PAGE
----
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10 Tips for Protecting Your Workshop


14 Apr 2008

security

Invest in solid padlocks

Strong fencing is a good deterrant

Make alarm systems visible


 

1. Locks and Padlocks: Locks on all outside entrances and inside security doors should be double cylinder deadbolts with removable collars. The deadbolt should have at least one inch throw containing a hardened steel insert and protected by a latch guard. Padlocks should be of hardened steel, mounted on bolted hasps and always locked to prevent exchange. Serial numbers should be filed off to prevent new keys from being made.

2. Doors: All outside and security doors should be of solid construction, metal lined and secured with heavy metal crossbars. Jambs around doors must be solid. All exposed hinges should be pinned to prevent removal.

3. Windows: Windows should have secure locks. Burglar-resistant glass treatments are also recommended. An example would be the installation of polyester security film. However, this must be used together with the alarm's glass break sensor. Heavy metal grates may be used on windows of high vulnerability (such as rear windows). Check with your area Fire Code Inspector for safety requirements.

4. Lights: Lights must provide optimum visibility, both inside and out, with outside lights having vandal-proof covers over the lights and power sources. Your entire perimeter must be well-lit, especially around doors and other possible entry points.

5. Alarm System: The alarm system should be supplied and installed by a licensed alarm company with a central monitoring station. Check the alarm system on a daily basis. For an even better self-defense tactic, advertise its presence to deter break-ins with the company's sticker or yard sign.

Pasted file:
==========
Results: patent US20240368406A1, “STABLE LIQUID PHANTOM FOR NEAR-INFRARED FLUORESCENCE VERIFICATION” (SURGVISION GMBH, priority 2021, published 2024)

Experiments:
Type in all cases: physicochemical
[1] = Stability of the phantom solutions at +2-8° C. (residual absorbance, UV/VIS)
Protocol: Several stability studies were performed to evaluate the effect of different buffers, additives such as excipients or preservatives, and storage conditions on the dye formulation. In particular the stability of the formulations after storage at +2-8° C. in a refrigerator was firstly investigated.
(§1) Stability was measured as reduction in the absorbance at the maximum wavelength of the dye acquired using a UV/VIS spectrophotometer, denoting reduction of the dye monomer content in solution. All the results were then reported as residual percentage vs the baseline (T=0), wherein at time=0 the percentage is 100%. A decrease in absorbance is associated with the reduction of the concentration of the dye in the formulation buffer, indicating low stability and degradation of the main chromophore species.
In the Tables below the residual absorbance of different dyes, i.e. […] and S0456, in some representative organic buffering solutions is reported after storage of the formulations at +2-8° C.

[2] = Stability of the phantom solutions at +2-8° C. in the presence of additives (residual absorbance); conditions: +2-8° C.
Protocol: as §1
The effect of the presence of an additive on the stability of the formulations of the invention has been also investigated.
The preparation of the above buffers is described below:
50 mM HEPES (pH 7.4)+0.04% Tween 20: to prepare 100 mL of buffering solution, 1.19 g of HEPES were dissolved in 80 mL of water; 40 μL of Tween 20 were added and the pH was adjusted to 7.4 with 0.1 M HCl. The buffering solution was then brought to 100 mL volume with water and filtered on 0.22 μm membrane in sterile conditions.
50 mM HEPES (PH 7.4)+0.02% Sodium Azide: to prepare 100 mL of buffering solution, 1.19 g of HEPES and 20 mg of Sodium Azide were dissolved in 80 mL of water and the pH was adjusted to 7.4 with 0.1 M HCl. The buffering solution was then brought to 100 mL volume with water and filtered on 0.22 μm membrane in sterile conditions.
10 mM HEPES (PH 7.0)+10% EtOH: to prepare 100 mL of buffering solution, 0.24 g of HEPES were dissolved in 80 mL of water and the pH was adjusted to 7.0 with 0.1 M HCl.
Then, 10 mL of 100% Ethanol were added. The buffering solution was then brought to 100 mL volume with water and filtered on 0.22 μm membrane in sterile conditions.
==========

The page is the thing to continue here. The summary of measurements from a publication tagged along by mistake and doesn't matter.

6.  Cash Register: The cash register should be kept in plain view from outside the building so it can be easily monitored and should be left open when empty and not in use.

7.  Safe/Strongbox: It should be fireproof, burglar-resistant, anchored securely and in plain view. Leave it open when it is empty, and use it to lock up valuables when business is closed. Change the combination whenever someone with access is released from your employment.

8.  Building Exterior: The exterior should be checked including the roof, basement, and walls. Secure all openings. Maintain good visibility by not allowing landscaping, boxes,rubbish bins, vehicles, or equipment near your building where they might provide concealment or access to the roof.

9.  Perimeter Fences: The fences need to be adequate enough to keep intruders out, and at the same time allow good visibility of your business by neighbors and police. A good example of fencing would be vertical iron bar or 1/8 inch mesh chain link.

10. Key Controls & ID Numbers: Keys should be handed out in responsible manner. A master key system where one key opens all locks may be convenient, but it may not be the best for security. Code all keys, keep them securely locked when not in use, and do not allow employees to leave them lying around or make duplicates. Change locks whenever you suspect key security has been compromised. Marking equipment with ID numbers should be displayed to make this plainly evident to would-be thieves. Also, keeping a record of serial numbers on all equipment may help in recovery.

 

For more information on Workshop Security and much more check out the April Issue of Autobay magazine, out now. 

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